ShareThis Page
Robert Morris

Back from injury, Norwin's Anthony DelleFemine eager for Robert Morris football

Bill Beckner Jr.
| Saturday, July 14, 2018, 7:15 p.m.
Norwin receiver Anthony DelleFemine eludes Shaler defenders during a game on Friday, Sept. 9, 2016, at Norwin Stadium.
Lillian DeDomenic | For the Tribune-Review
Norwin receiver Anthony DelleFemine eludes Shaler defenders during a game on Friday, Sept. 9, 2016, at Norwin Stadium.

After what he calls, “The longest year of my life,” Anthony DelleFemine is ready to restart his college football career.

The process was delayed last June when he had knee surgery to repair a torn meniscus. But months of rehab, determination and soul-searching have the former Norwin standout wide receiver and cornerback pumped for a comeback at Robert Morris.

He received a medical redshirt last season and in the fall will be a freshman.

“I am cleared of everything and have been doing everything at full speed now,” DelleFemine said. “This definitely has been the most challenging thing I have experienced.”

DelleFemine never has been one to lack confidence. His emotions spill over on the football field the way they did on the basketball court: fist-pumps and skips down the sidelines give away how he feels about big plays, and he often urges the fans to join in as he waves them on — pure, unbridled emotion.

DelleFemine’s injury only serves as motivation, a setback that will make his next on-field celebration that much more satisfying.

“I believe this entire process has just taught me to never give up, regardless of how tough the situation may be,” he said. “You’re going to get knocked down sometimes, but its up to you to stand back up taller than you ever have before.”

Friends and fans want to see what “AD” can do at the next level, and there are many of them. His tweet to announce his commitment to Robert Morris picked up 435 likes.

His offseason build-up to another rookie season was elevated by his work with FSQ Training in Level Green. Trusted personal trainers Tim Cortazzo and Chris Rasky might be graduates of rival Penn-Trafford, but DelleFemine said both played key roles in his return. He also mentioned Dave Loya, an East Allegheny assistant, with whom he also trained.

“Those three have helped me tremendously to get back stronger and better than ever before,” he said.

DelleFemine (6-foot-2, 190 pounds) was recruited as a wide receiver.

“He’s really bought in to the weight room, eating better, taking care of his body,” Cortazzo said. “He has probably put on around 20 pounds since last year. I have been training ‘AD’ since he was in middle school, and he was always so busy with multiple sports. Now that he’s focused on football, he eats, sleeps and breathes it every day. Always at FSQ, always perfecting his craft at the field. Really excited to watch him progress at RMU.”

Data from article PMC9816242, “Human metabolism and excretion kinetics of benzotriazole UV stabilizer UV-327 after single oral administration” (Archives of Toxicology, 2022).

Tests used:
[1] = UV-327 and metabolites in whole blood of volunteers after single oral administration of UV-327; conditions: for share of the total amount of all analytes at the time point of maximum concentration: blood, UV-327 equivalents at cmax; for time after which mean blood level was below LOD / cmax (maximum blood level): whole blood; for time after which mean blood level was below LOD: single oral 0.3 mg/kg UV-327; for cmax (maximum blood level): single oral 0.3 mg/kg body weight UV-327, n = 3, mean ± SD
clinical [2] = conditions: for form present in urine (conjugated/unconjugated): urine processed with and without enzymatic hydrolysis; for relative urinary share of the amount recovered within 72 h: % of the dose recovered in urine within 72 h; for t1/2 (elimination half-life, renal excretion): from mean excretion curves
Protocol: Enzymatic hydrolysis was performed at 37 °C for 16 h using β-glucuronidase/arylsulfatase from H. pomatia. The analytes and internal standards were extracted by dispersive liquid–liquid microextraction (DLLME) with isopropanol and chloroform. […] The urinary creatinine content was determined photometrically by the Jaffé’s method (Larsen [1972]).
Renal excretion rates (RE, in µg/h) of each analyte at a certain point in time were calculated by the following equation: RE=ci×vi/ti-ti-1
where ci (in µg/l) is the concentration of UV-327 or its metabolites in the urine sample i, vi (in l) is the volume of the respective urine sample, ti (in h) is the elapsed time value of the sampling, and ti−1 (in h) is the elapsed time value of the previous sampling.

DelleFemine had 41 receptions for 816 yards and nine touchdowns as a senior at Norwin and made the Class 6A Southeastern Conference first team. He knows the knee injury set back his progress and could delay his initial impact with the Colonials, but he is willing to watch and learn, wait and listen, until his number is called.

“My goal and top priority is to go into camp and compete for a starting position at receiver and to help my team have success in every way possible this season,” he said. ” I am more than ready for anything that is thrown my way and I envision my freshman year as a success.”

Bill Beckner is a Tribune-Review staff writer. You can contact Bill at bbeckner@tribweb.com or via Twitter @BillBeckner.

TribLIVE commenting policy

You are solely responsible for your comments and by using TribLive.com you agree to our Terms of Service.

We moderate comments. Our goal is to provide substantive commentary for a general readership. By screening submissions, we provide a space where readers can share intelligent and informed commentary that enhances the quality of our news and information.

While most comments will be posted if they are on-topic and not abusive, moderating decisions are subjective. We will make them as carefully and consistently as we can. Because of the volume of reader comments, we cannot review individual moderation decisions with readers.

We value thoughtful comments representing a range of views that make their point quickly and politely. We make an effort to protect discussions from repeated comments either by the same reader or different readers

We follow the same standards for taste as the daily newspaper. A few things we won't tolerate: personal attacks, obscenity, vulgarity, profanity (including expletives and letters followed by dashes), commercial promotion, impersonations, incoherence, proselytizing and SHOUTING. Don't include URLs to Web sites.

We do not edit comments. They are either approved or deleted. We reserve the right to edit a comment that is quoted or excerpted in an article. In this case, we may fix spelling and punctuation.

We welcome strong opinions and criticism of our work, but we don't want comments to become bogged down with discussions of our policies and we will moderate accordingly.

We appreciate it when readers and people quoted in articles or blog posts point out errors of fact or emphasis and will investigate all assertions. But these suggestions should be sent via e-mail. To avoid distracting other readers, we won't publish comments that suggest a correction. Instead, corrections will be made in a blog post or in an article.

click me